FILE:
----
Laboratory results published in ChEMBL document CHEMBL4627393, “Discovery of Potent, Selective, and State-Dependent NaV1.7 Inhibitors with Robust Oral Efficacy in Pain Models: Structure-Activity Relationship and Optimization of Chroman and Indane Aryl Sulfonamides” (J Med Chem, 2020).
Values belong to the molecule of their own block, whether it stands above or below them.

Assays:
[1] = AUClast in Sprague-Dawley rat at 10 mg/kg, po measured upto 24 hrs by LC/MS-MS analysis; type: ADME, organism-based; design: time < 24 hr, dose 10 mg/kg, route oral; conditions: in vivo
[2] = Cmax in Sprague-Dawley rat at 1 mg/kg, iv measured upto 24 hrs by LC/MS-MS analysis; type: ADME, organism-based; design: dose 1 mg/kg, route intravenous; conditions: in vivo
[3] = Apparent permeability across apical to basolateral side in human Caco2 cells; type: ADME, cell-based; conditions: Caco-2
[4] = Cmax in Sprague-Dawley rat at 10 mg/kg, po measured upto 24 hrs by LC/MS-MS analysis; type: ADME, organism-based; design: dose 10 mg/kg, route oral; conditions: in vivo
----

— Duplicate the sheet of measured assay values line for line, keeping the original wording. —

Laboratory results published in ChEMBL document CHEMBL4627393, “Discovery of Potent, Selective, and State-Dependent NaV1.7 Inhibitors with Robust Oral Efficacy in Pain Models: Structure-Activity Relationship and Optimization of Chroman and Indane Aryl Sulfonamides” (J Med Chem, 2020).
Values belong to the molecule of their own block, whether it stands above or below them.

Assays:
[1] = AUClast in Sprague-Dawley rat at 10 mg/kg, po measured upto 24 hrs by LC/MS-MS analysis; type: ADME, organism-based; design: time < 24 hr, dose 10 mg/kg, route oral; conditions: in vivo
[2] = Cmax in Sprague-Dawley rat at 1 mg/kg, iv measured upto 24 hrs by LC/MS-MS analysis; type: ADME, organism-based; design: dose 1 mg/kg, route intravenous; conditions: in vivo
[3] = Apparent permeability across apical to basolateral side in human Caco2 cells; type: ADME, cell-based; conditions: Caco-2
[4] = Cmax in Sprague-Dawley rat at 10 mg/kg, po measured upto 24 hrs by LC/MS-MS analysis; type: ADME, organism-based; design: dose 10 mg/kg, route oral; conditions: in vivo